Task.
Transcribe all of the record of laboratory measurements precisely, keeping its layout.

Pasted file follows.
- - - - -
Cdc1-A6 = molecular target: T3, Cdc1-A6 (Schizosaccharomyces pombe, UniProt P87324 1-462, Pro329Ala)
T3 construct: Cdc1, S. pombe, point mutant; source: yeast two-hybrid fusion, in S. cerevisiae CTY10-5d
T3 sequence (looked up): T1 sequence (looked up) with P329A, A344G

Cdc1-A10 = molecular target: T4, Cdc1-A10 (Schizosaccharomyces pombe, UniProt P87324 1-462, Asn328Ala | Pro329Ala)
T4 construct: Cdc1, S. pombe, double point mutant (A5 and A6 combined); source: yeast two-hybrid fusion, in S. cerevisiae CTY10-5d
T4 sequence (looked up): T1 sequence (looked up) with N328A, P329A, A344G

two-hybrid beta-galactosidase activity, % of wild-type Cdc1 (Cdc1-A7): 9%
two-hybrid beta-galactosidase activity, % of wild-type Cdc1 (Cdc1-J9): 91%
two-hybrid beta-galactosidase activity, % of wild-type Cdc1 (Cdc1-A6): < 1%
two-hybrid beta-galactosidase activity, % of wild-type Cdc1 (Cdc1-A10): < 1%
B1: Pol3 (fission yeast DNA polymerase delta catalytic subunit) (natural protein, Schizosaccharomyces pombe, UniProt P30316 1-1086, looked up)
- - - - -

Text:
Cdc1-A6 = molecular target: T3, Cdc1-A6 (Schizosaccharomyces pombe, UniProt P87324 1-462, Pro329Ala)
T3 construct: Cdc1, S. pombe, point mutant; source: yeast two-hybrid fusion, in S. cerevisiae CTY10-5d
T3 sequence (looked up): T1 sequence (looked up) with P329A, A344G

Cdc1-A10 = molecular target: T4, Cdc1-A10 (Schizosaccharomyces pombe, UniProt P87324 1-462, Asn328Ala | Pro329Ala)
T4 construct: Cdc1, S. pombe, double point mutant (A5 and A6 combined); source: yeast two-hybrid fusion, in S. cerevisiae CTY10-5d
T4 sequence (looked up): T1 sequence (looked up) with N328A, P329A, A344G

two-hybrid beta-galactosidase activity, % of wild-type Cdc1 (Cdc1-A7): 9%
two-hybrid beta-galactosidase activity, % of wild-type Cdc1 (Cdc1-J9): 91%
two-hybrid beta-galactosidase activity, % of wild-type Cdc1 (Cdc1-A6): < 1%
two-hybrid beta-galactosidase activity, % of wild-type Cdc1 (Cdc1-A10): < 1%
B1: Pol3 (fission yeast DNA polymerase delta catalytic subunit) (natural protein, Schizosaccharomyces pombe, UniProt P30316 1-1086, looked up)